Monday, April 22, 2024
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New film ‘Shoplifters of the World’ pays tribute to 1980s queerness

An indie film set in 1987 around the breakup of iconic band The Smiths has LGBTQ appeal.

In the Summer of 1987, four misfit friends in Denver find out that their favorite British band The Smiths, led by rebel outsider singer-songwriter Morrissey, has suddenly broken up. They deal with their grief by partying to mourn what is more like the divorce of their chosen musical family. Record store clerk and Smiths fan Dean (Ellar Coltrane) takes a local radio DJ hostage at gunpoint and forces him to play nothing but Smiths tracks all night as the friends, including emergent queer Patrick (James Bloor), embark on a journey of self-discovery. Featuring a soundtrack of 20 songs from The Smiths, many of which tie into the narrative themes, Shoplifters of the World is an ode to the variety, experimentalism and excess of the ‘80s — and its often unstated queerness.

Written and directed by Stephen Kijak (We Are X, Stones in Exile, Backstreet Boys: Show ‘Em What You’re Made Of), Shoplifters of the World stars Helena Howard, Ellar Coltrane, Elena Kampouris, Nick Krause, James Bloor, Thomas Lennon and Joe Manganiello. We caught up with Stephen Kijak, 51, who is out and proud, and out actor, James Bloor (Nat Geo’s Barkskins), to find out what the film meant to them.

Writer-director of Shoplifters of the World, Stephen Kijak

Stephen, what is your personal connection to this subject matter?

Stephen: I was a little closeted, queer kid in the ’80s. I didn’t come out until college. So, being gay in small town America with not a lot of guidance or people to look up to, or things to emulate, it was tricky. The world was one of confusion and maybe a little fear. And I think, obviously, AIDS created a cultural tone that was antagonistic to gay people and maybe pushed some people back in the closet. Elton John was married to a woman. Boy George was telling us he was bisexual (yeah right), you know what I mean? And Morrissey was ‘asexual’. For people who were older than me and a little more in-the-know, they could see through it and see how really queer and coded Morrissey’s whole world was. He was presenting a very different image of masculinity. He’d buy ladies blouses and Marks and Spencers and buy them three sizes too big, and wear plastic beads, and whip some gladiolas in his pocket. I mean, the iconography was really shocking and very, very queer, even though it was coy and coded. The lyrics had all these little things that you could pick up on, you know, that spoke to you as a gay person even though in my life, I was still kind of hiding and unsure what I could be.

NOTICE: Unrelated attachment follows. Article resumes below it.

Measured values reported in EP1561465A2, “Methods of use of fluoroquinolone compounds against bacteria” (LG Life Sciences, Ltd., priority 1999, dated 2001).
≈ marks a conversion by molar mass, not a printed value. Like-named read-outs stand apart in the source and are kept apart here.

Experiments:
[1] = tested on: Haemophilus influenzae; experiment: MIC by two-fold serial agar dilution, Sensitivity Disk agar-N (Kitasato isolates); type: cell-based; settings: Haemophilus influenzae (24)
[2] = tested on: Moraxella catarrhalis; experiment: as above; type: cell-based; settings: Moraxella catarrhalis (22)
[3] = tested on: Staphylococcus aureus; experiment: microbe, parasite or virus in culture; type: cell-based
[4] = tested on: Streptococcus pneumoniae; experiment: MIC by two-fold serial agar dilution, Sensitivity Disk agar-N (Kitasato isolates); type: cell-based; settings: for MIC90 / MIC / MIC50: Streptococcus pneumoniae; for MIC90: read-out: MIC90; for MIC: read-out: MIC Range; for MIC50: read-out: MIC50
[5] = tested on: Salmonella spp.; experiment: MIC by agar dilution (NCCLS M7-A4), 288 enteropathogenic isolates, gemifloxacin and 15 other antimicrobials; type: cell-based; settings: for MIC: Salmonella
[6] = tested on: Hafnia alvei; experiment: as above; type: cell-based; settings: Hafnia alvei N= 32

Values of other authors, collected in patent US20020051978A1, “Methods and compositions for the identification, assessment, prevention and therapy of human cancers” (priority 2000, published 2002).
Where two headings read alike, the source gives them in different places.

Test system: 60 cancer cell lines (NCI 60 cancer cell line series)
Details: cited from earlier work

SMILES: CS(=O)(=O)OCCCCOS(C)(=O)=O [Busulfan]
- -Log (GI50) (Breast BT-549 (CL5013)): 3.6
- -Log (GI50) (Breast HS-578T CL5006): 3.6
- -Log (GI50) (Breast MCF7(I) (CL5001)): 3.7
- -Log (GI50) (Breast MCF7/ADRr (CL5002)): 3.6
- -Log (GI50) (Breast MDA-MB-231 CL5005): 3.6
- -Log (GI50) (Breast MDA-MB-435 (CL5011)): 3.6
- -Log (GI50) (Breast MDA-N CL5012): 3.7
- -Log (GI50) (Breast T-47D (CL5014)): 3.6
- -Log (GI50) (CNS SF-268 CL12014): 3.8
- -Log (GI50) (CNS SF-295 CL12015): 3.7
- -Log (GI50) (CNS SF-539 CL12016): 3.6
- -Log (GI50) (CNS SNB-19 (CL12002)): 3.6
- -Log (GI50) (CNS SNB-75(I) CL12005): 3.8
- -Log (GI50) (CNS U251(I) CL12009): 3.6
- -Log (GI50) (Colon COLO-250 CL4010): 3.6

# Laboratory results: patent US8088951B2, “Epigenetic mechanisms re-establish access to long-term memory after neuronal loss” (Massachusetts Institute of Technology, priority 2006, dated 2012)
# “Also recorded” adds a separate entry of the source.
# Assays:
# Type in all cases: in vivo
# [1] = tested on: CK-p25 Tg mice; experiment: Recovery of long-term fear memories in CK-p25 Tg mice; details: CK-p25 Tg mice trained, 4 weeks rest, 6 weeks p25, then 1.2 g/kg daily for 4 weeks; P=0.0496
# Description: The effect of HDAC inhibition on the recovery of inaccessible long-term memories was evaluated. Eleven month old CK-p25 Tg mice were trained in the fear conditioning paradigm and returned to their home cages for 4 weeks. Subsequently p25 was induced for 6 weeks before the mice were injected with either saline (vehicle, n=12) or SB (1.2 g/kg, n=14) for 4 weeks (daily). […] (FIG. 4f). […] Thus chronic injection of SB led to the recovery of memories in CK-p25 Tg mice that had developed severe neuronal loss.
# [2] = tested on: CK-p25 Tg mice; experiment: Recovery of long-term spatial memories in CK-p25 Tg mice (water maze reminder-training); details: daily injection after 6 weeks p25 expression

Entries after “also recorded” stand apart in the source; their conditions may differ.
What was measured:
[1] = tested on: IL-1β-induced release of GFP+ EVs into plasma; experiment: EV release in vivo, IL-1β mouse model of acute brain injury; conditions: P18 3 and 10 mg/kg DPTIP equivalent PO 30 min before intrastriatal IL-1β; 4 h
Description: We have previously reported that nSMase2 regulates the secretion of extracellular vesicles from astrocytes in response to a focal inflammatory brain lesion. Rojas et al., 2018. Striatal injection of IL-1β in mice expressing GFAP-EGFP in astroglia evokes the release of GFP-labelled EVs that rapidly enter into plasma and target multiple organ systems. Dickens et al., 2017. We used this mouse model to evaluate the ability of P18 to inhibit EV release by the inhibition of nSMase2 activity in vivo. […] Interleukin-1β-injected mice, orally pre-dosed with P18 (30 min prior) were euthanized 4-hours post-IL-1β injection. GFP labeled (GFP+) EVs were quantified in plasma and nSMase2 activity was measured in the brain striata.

Do you think there was something inherently queer about the 1980s, if not in the US, then what was coming out of Britain musically: Bronski Beat, the Communards, Pet Shop Boys etc?

Especially the New Wave, it gave us costumes and armor and attitudes that we could try on, in which we could be ‘other’ without having to say outright, “I’m gay.” You know, before I really clued into the Smiths, I thought I was Robert Smith from The Cure for a couple of years, so, trenchcoats and crazy hair … we all mimicked these characters. It’s tribal, you find your tribe through music and it gave you solace and protection. Eventually you learned how to be yourself and the music was your soundtrack — and it’s still there.

Elena Kampouris as Sheila and Helena Howard as Cleo

You show in the film how young people create chosen family, which is something queer people have always had to do.